Jessica Cascio - Lacy Lab

This summer I worked with the Lacy Lab at the VUMC to create a cover art for two papers they are publishing. Through their research, the lab found uncanny similarities between the membrane proteins of two bacteria (one that infects the stomach and one that infects the lungs). The cover art I created serves to start a conversation about the similarities between these two complex structures.

The Borden LacY Lab

Pathogenic bacteria have evolved a diverse array of mechanisms for delivering toxins and other virulence factors into the interior of host cells. Studying the molecular structures of these virulence factors alone and in complex with host receptors, membranes, and inhibitors can lend insight into how these delivery processes occur and how these processes can be exploited or prevented. Current research in the Lacy laboratory is primarily focused on the structure and function of large clostridial cytotoxins, including the two toxins responsible for symptoms in Clostridium difficile infection. Structural biology is combined with cellular and animal models of intoxication and infection to understand the toxin-host interaction at the molecular level. In addition, we aim to identify new toxin inhibitors using both rational design and high-throughput screening approaches.

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The artists

Jessica Cascio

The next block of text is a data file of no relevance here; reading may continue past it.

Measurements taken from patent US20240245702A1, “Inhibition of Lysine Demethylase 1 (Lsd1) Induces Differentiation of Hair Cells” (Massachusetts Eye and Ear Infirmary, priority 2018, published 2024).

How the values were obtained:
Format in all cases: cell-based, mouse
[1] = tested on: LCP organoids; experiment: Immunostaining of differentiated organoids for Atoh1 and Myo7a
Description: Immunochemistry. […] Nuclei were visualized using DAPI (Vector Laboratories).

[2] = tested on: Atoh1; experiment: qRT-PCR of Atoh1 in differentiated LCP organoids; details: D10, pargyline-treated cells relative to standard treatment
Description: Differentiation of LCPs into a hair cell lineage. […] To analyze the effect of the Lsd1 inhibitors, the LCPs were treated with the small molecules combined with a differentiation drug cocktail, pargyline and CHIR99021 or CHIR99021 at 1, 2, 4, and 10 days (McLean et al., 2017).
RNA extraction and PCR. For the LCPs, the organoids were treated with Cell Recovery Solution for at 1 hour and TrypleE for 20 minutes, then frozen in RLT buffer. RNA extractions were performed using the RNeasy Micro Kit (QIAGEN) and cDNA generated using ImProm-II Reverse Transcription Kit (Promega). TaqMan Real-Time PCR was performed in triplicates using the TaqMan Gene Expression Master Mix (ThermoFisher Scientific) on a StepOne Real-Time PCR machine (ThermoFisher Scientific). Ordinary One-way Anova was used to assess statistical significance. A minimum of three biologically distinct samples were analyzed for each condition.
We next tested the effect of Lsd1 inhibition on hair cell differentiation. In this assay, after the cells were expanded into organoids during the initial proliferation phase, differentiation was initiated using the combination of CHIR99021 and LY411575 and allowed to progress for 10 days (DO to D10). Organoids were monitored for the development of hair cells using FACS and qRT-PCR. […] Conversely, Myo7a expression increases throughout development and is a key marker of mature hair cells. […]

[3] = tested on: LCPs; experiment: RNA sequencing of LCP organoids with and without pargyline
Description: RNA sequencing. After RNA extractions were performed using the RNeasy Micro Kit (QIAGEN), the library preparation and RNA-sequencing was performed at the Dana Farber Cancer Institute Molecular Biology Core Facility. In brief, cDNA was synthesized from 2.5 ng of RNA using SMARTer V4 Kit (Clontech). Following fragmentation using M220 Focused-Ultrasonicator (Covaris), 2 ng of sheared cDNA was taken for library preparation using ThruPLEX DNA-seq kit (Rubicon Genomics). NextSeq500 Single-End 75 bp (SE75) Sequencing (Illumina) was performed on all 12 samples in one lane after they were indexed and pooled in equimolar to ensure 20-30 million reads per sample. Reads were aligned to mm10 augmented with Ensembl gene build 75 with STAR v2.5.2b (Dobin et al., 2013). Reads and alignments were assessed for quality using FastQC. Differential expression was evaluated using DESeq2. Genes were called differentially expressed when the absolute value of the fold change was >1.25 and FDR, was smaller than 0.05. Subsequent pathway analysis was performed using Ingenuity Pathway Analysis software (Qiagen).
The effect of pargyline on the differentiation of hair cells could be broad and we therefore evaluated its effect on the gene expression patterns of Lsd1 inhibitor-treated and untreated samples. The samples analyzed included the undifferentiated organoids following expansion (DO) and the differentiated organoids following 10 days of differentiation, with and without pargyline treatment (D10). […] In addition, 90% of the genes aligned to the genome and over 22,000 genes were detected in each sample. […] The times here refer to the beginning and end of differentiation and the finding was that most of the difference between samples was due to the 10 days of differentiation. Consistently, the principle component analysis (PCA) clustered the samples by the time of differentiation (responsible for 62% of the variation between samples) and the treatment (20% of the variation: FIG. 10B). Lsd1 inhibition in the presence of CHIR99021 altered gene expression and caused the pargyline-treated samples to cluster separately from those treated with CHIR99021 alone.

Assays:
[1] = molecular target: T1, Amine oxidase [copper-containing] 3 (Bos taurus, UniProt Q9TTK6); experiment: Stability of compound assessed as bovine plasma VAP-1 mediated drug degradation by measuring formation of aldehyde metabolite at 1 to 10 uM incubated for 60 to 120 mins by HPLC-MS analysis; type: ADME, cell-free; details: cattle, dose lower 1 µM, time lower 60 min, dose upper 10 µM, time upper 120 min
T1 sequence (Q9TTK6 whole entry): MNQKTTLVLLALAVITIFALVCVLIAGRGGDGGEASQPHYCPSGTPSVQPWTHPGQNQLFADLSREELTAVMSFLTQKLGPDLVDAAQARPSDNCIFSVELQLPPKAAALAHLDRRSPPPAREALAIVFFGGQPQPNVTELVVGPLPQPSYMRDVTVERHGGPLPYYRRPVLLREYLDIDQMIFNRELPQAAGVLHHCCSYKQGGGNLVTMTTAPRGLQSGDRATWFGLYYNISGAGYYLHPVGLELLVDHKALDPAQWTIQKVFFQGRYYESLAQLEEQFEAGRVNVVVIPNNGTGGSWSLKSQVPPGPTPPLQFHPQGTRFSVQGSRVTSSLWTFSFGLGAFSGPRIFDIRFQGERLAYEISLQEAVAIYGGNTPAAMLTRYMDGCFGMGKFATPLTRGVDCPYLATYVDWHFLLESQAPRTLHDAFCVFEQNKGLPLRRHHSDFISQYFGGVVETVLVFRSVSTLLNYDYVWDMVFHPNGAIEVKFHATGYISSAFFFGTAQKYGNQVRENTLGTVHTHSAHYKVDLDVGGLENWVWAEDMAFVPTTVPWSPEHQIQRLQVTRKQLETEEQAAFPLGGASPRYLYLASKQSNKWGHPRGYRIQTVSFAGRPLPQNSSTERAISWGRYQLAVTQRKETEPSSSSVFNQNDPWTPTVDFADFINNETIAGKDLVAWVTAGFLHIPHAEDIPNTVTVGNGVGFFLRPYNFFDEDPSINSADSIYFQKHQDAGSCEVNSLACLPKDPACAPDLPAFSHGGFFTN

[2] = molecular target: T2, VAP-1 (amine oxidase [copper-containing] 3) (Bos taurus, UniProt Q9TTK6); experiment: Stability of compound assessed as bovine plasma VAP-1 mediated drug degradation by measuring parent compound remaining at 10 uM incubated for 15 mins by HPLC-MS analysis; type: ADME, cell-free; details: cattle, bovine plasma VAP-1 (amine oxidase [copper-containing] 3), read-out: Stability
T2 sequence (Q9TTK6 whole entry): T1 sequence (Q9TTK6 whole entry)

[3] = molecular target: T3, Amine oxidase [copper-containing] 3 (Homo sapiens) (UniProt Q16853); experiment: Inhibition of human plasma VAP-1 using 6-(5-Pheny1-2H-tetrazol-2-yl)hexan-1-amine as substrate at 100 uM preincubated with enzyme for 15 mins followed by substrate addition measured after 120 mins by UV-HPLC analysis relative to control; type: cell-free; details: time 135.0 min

Participating in the VI4 AiR program was my first real experience combining my interest in graphic design and my expertise in science. Throughout the 10-week program, I partnered with a lab to create the cover art to be published with two of their papers. My lab mentor, Borden Lacy with the Lacy Lab at VUMC, had a vision for a piece which combined the two papers and pointed out the similarities between the tiny protein structures in two bacteria. In my first drafts of the design, I created the outline of a person which zoomed in on the bacteria in their gut and lungs, but this ended up being a macroscopic view compared to the research being done at the lab. The post-doc also assisting with the project, Mike Sheedlo, provided me with very detailed structural images to play around with. I found a way to incorporate the actual structures by continuing with the "zoom-in" technique. The final piece aims to represent the similarities between the two structures of the unique bacteria in a very simplified and graphically minimal way. I enjoyed being able to apply my minimal design style to artwork which communicates science. Often times, scientists may incorporate a lot of jargon or detail when explaining the topics they spend countless hours researching. I was able to look at the Lacy Lab's work from a different lens and distill the information into a visually pleasing design to grab attention without overwhelming the viewer with too much detail. I am happy with the final product and I hope to continue developing my skill of communicating science through graphic design in the future!

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